Murphy Announces Parimal Garg as Chief Counsel: Today, Governor Murphy Announced that Parimal Garg, current Deputy Chief Counsel to the Governor, will be named as his next Chief Counsel.
“I’ve relied on Parimal’s counsel for more than four years, and I consider him one of the sharpest legal minds in New Jersey,” said Governor Murphy. “As we continue to manage the challenging issues presented by the COVID-19 pandemic and economic crisis, I know Parimal will continue to provide the invaluable counsel he’s brought as an integral member of my senior team.”
Previous to serving as Deputy Chief Counsel to the Governor, Garg was a Senior Policy Advisor during then-candidate Murphy’s gubernatorial campaign. Prior to joining the campaign in August 2016, he clerked for New Jersey Supreme Court Chief Justice Stuart Rabner. He previously worked as an attorney at Paul, Weiss, Rifkind, Wharton & Garrison LLP in Washington, DC.
Weeks ago, current Chief Counsel Matt Platkin announced that he will be departing the Governor’s Office later this month to pursue an opportunity with the law firm of Lowenstein Sandler as a partner in the firm’s white collar and business litigation groups.
Murphy Allows Indoor Winter High School Sports: Governor Phil Murphy signed an executive order earlier this week which allows the resumption of contact practices and competitions in indoor settings for organized sports defined as “medium risk” and “high risk” by the New Jersey Department of Health. These sports include high school basketball, cheerleading, rugby, boxing, karate and taekwondo.
Indoor practices and competitions are limited to 25% of the capacity of the room, but not more than 25 or less than 10 persons, according to the order. However, if the number of individuals who are necessary for practice or competition may proceed if no unnecessary individuals – such as spectators – are present.
Christie Leaves Hospital after Bout with COVID: Former New Jersey Governor Chris Christie left the hospital earlier this week after being admitted to treat symptoms related to COVID-19. Christie admitted himself to the hospital last Saturday as a “precautionary measure” as he is 58 years old, has asthma and has longed struggled with his weight, putting him in a higher risk category.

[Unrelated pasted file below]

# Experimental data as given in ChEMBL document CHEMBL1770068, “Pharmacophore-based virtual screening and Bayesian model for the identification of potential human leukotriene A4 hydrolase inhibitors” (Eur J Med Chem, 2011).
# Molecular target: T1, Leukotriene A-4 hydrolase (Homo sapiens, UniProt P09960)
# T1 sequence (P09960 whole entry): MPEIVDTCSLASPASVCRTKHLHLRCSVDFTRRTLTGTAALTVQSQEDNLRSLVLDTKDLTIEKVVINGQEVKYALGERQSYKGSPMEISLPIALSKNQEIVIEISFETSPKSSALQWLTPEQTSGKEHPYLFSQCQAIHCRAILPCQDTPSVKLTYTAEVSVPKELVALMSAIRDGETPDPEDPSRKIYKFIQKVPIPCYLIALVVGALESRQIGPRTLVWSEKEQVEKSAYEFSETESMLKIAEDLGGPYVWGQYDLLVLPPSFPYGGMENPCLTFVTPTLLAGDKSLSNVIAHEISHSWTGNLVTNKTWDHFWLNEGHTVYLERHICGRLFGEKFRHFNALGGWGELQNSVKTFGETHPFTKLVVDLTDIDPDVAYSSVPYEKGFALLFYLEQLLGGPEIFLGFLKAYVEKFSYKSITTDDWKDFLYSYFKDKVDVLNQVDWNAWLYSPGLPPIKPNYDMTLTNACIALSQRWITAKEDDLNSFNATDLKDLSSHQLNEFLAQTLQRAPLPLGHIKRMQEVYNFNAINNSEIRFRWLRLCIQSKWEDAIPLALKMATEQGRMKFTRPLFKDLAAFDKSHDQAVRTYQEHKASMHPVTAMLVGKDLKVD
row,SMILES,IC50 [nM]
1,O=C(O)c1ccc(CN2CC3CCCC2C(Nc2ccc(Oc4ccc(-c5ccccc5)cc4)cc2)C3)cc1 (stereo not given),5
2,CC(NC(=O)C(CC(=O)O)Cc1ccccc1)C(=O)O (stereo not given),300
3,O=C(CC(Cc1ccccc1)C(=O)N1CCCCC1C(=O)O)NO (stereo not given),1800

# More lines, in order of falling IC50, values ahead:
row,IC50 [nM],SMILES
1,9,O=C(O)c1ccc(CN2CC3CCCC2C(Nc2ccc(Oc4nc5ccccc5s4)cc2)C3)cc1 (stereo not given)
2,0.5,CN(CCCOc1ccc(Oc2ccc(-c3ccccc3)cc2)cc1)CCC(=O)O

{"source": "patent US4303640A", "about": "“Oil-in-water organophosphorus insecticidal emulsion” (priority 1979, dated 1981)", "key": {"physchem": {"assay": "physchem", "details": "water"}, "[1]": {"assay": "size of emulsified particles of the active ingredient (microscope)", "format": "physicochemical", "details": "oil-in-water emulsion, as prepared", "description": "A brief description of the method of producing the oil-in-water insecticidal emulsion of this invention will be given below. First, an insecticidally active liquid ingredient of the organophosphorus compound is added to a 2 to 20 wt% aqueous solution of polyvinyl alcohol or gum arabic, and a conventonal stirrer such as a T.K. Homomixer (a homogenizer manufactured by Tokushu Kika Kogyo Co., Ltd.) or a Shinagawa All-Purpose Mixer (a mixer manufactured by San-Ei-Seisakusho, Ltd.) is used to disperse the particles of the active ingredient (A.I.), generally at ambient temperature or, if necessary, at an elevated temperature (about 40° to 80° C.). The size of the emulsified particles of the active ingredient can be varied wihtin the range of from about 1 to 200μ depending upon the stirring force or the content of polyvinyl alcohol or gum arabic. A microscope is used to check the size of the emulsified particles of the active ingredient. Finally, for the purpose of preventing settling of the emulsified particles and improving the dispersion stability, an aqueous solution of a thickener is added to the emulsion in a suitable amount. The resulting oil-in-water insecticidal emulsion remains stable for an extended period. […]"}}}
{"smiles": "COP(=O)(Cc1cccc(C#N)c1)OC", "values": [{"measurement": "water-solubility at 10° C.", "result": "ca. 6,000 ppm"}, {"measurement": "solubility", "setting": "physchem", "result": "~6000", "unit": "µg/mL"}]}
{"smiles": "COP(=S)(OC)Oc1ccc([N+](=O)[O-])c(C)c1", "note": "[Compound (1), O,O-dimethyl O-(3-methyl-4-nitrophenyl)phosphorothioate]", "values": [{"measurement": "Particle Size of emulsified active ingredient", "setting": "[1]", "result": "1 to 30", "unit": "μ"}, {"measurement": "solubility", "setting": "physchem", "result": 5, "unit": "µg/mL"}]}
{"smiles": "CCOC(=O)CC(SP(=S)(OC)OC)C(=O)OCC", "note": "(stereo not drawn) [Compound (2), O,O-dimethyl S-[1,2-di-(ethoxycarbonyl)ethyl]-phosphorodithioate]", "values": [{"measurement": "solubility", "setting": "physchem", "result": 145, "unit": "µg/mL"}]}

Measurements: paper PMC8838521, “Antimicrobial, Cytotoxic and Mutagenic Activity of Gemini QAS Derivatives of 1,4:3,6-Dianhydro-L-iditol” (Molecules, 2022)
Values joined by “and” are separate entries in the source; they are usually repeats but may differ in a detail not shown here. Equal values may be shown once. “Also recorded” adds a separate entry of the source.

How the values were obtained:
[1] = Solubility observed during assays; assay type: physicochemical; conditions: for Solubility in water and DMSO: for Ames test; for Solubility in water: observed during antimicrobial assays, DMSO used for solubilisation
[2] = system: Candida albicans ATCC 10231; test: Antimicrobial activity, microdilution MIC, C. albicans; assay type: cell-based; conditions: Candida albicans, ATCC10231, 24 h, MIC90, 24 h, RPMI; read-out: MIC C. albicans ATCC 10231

Christie, who was treated at Morristown Medical Center, thanks the “extraordinary doctors and nurses” and said he “will have more to say about all of this next week.”
New Jersey Prepares for Second Wave of COVID-19: On Thursday, New Jersey Health Department officials announced 1,301 new cases, an increase of 61 patients from just the day before, and a level not seen since Aug. 6, when 754 people were hospitalized with COVID-19.
The state has seen escalating case totals in Monmouth and Ocean counties along the Jersey Shore, particularly in Lakewood, a township of more than 100,000 people. In total, 22 percent of the 1,301 new cases were in Ocean County, and 10 percent were in Monmouth County. The rest were from a smattering of other counties across the state.
Health Commissioner Judith Perichilli warned that without proper action the statewide caseload will continue to increase.
More than 20,000 NJ Businesses Received $74.2M of COVID Aid: The New Jersey Economic Development Authority (EDA) announced on Friday that more than 20,000 businesses in the state have been approved for COVID-19 relief since the start of the pandemic in mid-March.
In total, the EDA approved 20,073 businesses for more than $74.2 million worth of grants, low-cost grants, partnerships with investors and Community Development Financial Institutions, and technical assistance programs.